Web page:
Creators Hub
Published in

Creators Hub


How to Impress Editors and Other Tips on the Business of Writing

One writer shares his secret to success on Medium and beyond

Hefty, the Amazing Tech Story Pitching Dog. Source: Nick Wolny.

Nobody ever said making a living from writing was easy, but it doesn’t have to be rocket science either. I’m the lead editor of the Medium gadget blog Debugger where I regularly work with Partner Program writers to help them find a bigger audience and get paid for their writing. I first started working with Nick Wolny due in no small part to the adorable picture he sent me of his dog named Hefty.

It wasn’t just that Nick and I shared a love of dogs, although that helped. It was that at the very end of my Debugger launch post, I’d said that writers could send Medium drafts, pitches, and dog pics to Sending the photo and referencing this quip in his first email to me meant that Nick had read to the very end of the post. It’s hard to explain how important this is to editors whose inboxes are often full of pitches that are sometimes wildly outside of the topics the publication covers. I don’t expect everyone to have read my Debugger launch post and have a cute dog pic at the ready, but you’d be surprised at how often I get pitches from people who I’m certain have never read one word of what we’ve published on Debugger.

Nick’s initial email led to a story about how to look great on Zoom, why you really need a password manager, how to use an old iPhone to set better work boundaries, and others. In addition to stories in Elemental, Mind Cafe, and Entrepreneur’s Handbook, Nick also writes a regular column for The Writing Cooperative. Here he tackles everything a freelance writer needs to know about the business of writing.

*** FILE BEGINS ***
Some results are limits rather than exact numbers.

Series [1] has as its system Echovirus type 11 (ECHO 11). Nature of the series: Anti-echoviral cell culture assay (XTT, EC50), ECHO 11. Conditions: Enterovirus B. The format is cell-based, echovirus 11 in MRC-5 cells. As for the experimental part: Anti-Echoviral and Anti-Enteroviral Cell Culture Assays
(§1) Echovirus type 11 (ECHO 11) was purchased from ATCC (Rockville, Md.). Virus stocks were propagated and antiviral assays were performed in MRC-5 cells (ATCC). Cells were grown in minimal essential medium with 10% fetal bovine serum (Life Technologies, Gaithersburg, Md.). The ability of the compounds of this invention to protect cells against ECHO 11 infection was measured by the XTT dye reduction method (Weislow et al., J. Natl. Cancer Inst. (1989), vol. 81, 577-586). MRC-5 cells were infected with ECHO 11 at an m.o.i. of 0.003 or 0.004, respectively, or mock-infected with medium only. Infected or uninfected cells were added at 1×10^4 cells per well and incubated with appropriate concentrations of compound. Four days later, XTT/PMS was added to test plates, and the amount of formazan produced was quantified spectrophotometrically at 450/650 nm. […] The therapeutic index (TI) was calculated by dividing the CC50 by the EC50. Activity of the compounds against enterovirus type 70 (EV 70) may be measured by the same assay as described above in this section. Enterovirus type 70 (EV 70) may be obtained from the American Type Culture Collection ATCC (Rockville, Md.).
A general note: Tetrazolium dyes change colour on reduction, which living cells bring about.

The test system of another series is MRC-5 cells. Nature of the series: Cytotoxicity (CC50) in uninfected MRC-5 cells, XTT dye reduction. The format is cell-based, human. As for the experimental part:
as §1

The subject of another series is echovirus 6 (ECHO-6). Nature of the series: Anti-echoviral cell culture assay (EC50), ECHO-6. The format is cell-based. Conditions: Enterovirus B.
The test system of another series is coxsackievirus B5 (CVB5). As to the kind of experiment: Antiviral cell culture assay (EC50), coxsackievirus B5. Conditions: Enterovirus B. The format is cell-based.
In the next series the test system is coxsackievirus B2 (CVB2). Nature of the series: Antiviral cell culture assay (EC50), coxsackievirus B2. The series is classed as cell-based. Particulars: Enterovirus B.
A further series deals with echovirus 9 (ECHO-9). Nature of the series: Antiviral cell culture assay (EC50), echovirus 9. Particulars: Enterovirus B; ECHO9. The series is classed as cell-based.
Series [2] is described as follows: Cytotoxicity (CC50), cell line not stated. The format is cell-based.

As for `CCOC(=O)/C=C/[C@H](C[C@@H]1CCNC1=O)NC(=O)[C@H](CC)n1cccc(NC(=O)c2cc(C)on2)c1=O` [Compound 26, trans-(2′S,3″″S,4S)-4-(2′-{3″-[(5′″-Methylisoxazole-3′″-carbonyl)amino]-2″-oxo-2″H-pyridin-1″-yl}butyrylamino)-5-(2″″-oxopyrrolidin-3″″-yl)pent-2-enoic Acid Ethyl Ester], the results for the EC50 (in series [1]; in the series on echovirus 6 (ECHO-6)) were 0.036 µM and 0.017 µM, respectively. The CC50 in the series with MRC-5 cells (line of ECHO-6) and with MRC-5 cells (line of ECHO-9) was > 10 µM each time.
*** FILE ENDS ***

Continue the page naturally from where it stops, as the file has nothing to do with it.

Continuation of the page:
On defining your rates:

“A tried-and-true formula to identify your hourly freelance rate is to take your desired salary and divide it by 2,000 hours/year (This accounts for two weeks of paid time off). Be sure to budget for taxes and any expenses.”

On how to write while you still have a day job:

There’s nothing worse than moving mountains to free up two hours of your day to write, only to spend that time staring at a blank page and making no progress whatsoever. To prevent this as much as possible, have a repository of ideas ready to go. Then when you sit down to write, write about the next article in your queue — even if you don’t feel like it.

On Gmail shortcuts that can help you spend more time writing and less time wading through your email:

I take just one of five actions with every email I come across: reply or forward, file into a “do later” folder, file into a “read later” folder (for newsletters or articles), file into a client folder, or delete.

I’ve been writing online and off for fun and profit for over 20 years and I still regularly learn new things from Nick’s columns. So, follow Nick, read his work, and if you write about gadgets or consumer technology, send me your pitches (and dog pics) to




Creators Hub is the official resource for writing on Medium. You’ll find advice for succeeding on Medium, spotlights on thinkers across the platform, and inside secrets from fellow creators. We’re here to help you write better, post smarter, and connect with more readers.

Recommended from Medium

The Most Frightening Story We Ever Wrote

My Brain on Writing

10 Ways You Can Increase Your Presence Online

Don’t Overthink It

I’m Not a Writing Success Because I Write Personal Essays

Don’t Stress About Writing On Medium — You’ll Do Great If You Nail These 3 Things

How I Wrote My Book Part One

Find Your Rage Button and You’ll be Unstoppable

Brain power.

Get the Medium app

A button that says 'Download on the App Store', and if clicked it will lead you to the iOS App store
A button that says 'Get it on, Google Play', and if clicked it will lead you to the Google Play store
Megan Morrone

Megan Morrone

Tech Journalist 👩🏽‍💻

More from Medium

How to Do Nothing and Still Live a More Meaningful Life

a black and white photograph of the top of a brick building with a clock on one wall, a rounded dome on the top with a steeple; on the right a large tree trunk frames the photo

I Used to Give a Starter Question at the Start of School

It Takes Two to Doodle

Comic of cartoon characters John and Lisa drinking tea on the turret of their castle tower against a background of a starry night. From a Background Noise comic called “Crumbling.” Art by John Hazard